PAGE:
The Multiplication of a 2x3 Matrix by a 2x1 Matrix calculator computes the resulting 1x2 matrix (C) produced by the matrix multiplication of 2x2 matrix A and 2x1 matrix B.
1x2 Matrix (C): The calculator returns the 1x2 resultant matrix
Matrices consist of rows and columns, where given a matrix `A`, the position in `A` in vCalc is denoted `A_(ij)` where the `1^(st)` subscript indicates the row of the matrix and the `2^(nd)` subscript indicates the column of the matrix. We refer to `A_(ij)` as the `(i, j)"th"` element of the matrix `A`. An arbitrary matrix has its size denoted as `mtimesn`, where `m` refers to the number of rows in a given matrix and `n` refers to the number of columns in a given matrix.
If `m=n` then the matrix is referred to as a square matrix. The elements of the matrix `A_(11), A_(22), ..., A_(text(nn))` is commonly referred to as the main diagonal of the square matrix.
Let `A` be a matrix and `c` be an arbitrary scalar number; scalar multiplication of `A` by `c` is "the matrix obtained by multiplying every element of `A` by `c`. The matrix `cA` will be the same size as `A`" (Williams, 37).
Multiplying matrices is done by multiplying the rows of the first matrix with the columns of the second matrix in a systematic manner. In order for us to be able to multiply two matrices together, the number of columns in `A` has to be equal to the number of rows in `B`. Otherwise, the product `AB` of two matrices does not exist.
The matrix multiplication rule is as follows:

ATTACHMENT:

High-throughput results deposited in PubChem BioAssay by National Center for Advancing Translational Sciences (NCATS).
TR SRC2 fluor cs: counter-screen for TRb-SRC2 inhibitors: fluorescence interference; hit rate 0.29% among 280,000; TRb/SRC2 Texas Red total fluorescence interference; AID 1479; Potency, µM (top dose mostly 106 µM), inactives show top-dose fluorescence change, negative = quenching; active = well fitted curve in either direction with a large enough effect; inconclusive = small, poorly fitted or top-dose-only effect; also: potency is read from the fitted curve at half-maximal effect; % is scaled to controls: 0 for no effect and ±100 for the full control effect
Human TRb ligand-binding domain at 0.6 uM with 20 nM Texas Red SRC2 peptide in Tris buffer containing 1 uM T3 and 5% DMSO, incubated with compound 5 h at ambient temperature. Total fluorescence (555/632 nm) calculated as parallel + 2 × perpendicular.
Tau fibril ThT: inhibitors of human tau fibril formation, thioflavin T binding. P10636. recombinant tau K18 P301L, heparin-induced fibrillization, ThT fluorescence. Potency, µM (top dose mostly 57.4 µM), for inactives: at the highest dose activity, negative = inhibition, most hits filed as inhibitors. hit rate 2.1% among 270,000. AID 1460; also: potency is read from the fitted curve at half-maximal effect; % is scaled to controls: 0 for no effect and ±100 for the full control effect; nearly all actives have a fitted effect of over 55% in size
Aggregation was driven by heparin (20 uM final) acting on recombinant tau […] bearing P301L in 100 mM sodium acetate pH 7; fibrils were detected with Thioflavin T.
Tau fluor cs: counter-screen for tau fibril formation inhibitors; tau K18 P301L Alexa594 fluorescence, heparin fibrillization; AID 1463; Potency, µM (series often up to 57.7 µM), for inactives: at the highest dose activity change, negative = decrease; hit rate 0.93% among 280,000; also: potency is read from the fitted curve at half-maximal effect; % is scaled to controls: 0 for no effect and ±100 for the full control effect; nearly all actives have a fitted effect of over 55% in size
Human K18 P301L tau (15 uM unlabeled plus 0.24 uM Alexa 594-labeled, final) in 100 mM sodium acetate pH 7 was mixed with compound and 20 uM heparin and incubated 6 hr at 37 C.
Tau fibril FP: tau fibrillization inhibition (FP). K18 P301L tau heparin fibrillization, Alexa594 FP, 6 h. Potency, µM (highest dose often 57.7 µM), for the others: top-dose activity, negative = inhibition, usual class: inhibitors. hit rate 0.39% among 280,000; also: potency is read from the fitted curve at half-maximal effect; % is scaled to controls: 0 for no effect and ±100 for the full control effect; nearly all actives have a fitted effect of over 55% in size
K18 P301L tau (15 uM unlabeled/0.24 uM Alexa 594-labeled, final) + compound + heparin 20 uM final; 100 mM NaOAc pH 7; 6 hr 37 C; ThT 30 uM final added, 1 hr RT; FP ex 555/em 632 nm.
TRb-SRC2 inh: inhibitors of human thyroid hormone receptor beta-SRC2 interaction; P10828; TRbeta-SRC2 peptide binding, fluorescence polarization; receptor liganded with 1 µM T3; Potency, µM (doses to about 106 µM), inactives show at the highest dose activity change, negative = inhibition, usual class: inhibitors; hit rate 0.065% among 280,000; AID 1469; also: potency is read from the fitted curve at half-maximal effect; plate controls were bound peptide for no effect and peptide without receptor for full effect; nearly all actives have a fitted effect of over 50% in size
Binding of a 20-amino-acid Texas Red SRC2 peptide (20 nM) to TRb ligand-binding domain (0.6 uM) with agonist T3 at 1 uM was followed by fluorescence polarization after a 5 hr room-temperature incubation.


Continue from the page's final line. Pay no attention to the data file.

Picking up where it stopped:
"Interpret the first matrix of a product in terms of its rows and the second in terms of its columns. Multiply rows times columns by multiplying corresponding elements and adding" (Williams, 37).
Consider the following matrices `A` and `B`:
`A= [(3, 1, 2), (4, 1, 5)], B=[(7, 2), (6, 3), (5, 1)]`
Since `A` has three columns and `B` has three rows, we know we can multiply these matrices to get a new matrix. We use the `AB` multiplication rule to get
`AB= [( (3*7)+(1*6)+(2*5) , (3*2)+(1*3)+(2*1)), ((4*7)+(1*6)+(5*5) , (4*2)+(1*3)+(5*1))]`
`AB=[(37, 11), (59, 25)]`
Now let's note an example from Williams on page 39:
"Consider the following matrices `A` and `B`:
`A= [(3, 1, 2), (4, 1, 5)], B=[(7, 2), (6, 3)]`
Let us attempt to compute `AB` using the matrix multiplication rule. We get
`AB= [(3, 1, 2), (4, 1, 5)]*[(7, 2), (6, 3)]= [([(3, 1, 2)]*[(7), (6)],[(3, 1, 2)]*[(2), (3)]),( [(4, 1, 5)]*[(7), (6)], [(4, 1, 5)]*[(2), (3)]) ]`
If we try to compute `[(3, 1, 2)]*[(7), (6)] `, the elements do not match, and the product does not exist. The same shortcoming applies to all the other elements of `AB`. We say that the product `AB` does not exist."
The following properties of matrix multiplication are important to know: 1) Matrix Multiplication is not commutative 2) If `A` is an `m times r` matrix and `B` is an `r times n` matrix, then `AB` will be an `mtimesn` matrix.
Williams, Gareth. Linear Algebra With Applications. Boston: Jones and Bartlett, 2011. Print.